The end goal is a collective agreement where both you and the union is happy with a change to your employees’ terms and conditions. However, this doesn’t always happen.
Failing to reach an agreement can result in strikes, sit-ins and resignations, which can cause significant damage to your business.
So, finding a middle-ground is often in your interest.
Collective bargaining agreement sample contract
When negotiating it can be useful to have a collective bargaining model agreement to hand.
However, these agreements tend to be very, very large.
For this reason, we’ll just give a sample of a section of one relating to new terms for a grievance procedure:
SECTION 6.1 - ------------
Disputes relating to the interpretation or application of the specific provisions of this Agreement may be the subject of a grievance. Any such grievance shall be processed in the following manner:
Step 1. The employee shall first attempt to resolve the grievance with their immediate supervisor within seven (7) calendar days from the date of the occurrence of the event giving rise to the grievance, or within seven (7) calendar days of the date the employee knew or should have known of such event. The supervisor shall give their answer within seven (7) calendar days from that date, after receiving permission to resolve said grievance from either the applicable Operations Manager or Director.
Step 2. If the grievance is not resolved at Step 1 to the satisfaction of the grievant, the grievance shall be reduced to writing and presented to the designated representative of the Company within seven (7) calendar days after the receipt of the immediate supervisor's answer. The written grievance must state the nature of the grievance, the circumstances out of which it arose, the remedy or correction requested and the specific provisions of the agreement alleged to have been violated. The Company representative will give their answer to the grievant in writing with a copy to the Union within seven (7) calendar days after the receipt of the grievance.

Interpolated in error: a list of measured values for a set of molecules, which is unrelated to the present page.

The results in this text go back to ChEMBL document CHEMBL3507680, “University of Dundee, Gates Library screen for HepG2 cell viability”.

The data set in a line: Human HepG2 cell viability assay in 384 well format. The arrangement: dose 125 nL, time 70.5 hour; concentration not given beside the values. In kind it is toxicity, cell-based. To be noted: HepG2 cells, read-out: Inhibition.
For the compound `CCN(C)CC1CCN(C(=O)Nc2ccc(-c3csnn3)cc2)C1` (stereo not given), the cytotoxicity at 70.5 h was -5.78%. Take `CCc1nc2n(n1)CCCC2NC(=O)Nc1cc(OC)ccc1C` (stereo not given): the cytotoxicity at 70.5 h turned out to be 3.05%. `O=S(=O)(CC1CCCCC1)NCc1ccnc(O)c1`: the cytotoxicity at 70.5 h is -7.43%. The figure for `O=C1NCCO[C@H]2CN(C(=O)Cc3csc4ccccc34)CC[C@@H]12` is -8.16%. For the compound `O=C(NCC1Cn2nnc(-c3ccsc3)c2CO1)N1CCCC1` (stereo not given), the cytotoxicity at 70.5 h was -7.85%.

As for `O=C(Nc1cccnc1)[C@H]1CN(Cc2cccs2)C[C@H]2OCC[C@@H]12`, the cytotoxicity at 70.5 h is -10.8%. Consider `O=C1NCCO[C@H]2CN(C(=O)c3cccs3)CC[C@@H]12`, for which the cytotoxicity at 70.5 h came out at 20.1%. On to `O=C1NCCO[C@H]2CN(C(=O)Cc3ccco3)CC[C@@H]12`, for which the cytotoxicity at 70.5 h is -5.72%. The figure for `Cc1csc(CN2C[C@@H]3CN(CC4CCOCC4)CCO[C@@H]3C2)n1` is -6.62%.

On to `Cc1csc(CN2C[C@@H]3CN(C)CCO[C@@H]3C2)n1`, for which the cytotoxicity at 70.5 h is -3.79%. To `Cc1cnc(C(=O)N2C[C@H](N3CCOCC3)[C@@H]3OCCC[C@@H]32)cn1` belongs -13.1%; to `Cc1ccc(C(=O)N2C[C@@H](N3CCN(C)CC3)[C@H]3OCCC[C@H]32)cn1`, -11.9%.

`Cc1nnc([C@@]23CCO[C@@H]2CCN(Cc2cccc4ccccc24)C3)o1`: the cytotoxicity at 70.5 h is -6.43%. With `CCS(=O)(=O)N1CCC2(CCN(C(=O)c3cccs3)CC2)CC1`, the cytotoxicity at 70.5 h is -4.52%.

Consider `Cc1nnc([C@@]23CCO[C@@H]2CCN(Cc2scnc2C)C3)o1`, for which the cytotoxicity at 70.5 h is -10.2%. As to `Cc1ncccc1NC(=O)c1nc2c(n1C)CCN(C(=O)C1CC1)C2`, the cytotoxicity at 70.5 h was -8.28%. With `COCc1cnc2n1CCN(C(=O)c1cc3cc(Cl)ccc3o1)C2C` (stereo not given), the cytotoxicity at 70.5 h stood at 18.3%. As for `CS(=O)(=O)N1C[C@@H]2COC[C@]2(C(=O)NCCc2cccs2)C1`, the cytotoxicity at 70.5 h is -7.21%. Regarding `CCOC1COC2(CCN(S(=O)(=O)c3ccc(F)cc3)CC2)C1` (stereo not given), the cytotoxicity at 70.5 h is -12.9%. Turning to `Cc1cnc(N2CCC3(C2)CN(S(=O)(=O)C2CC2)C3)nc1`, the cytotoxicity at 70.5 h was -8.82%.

Step 3. In the event the decision by the Company representative is unacceptable to the aggrieved employee or union, it may be appealed in writing to the designated representative of the Company within seven (7) calendar days of the receipt of the decision. The appeal must include a statement of the reasons the grievant believes the decision was erroneous. The Company's representative shall render a decision on the appeal in writing within seven (7) calendar days of receipt of the appeal. In the event the decision at Step 3 is unacceptable to the grievant, the Union may appeal to the System Board of Adjustment in accordance with Article 7 of this agreement.”
Negotiating with a union can be a daunting and tricky task. Having a representative who is up to date in all of the latest employment law legislation is a big help. Luckily- that’s exactly what we do!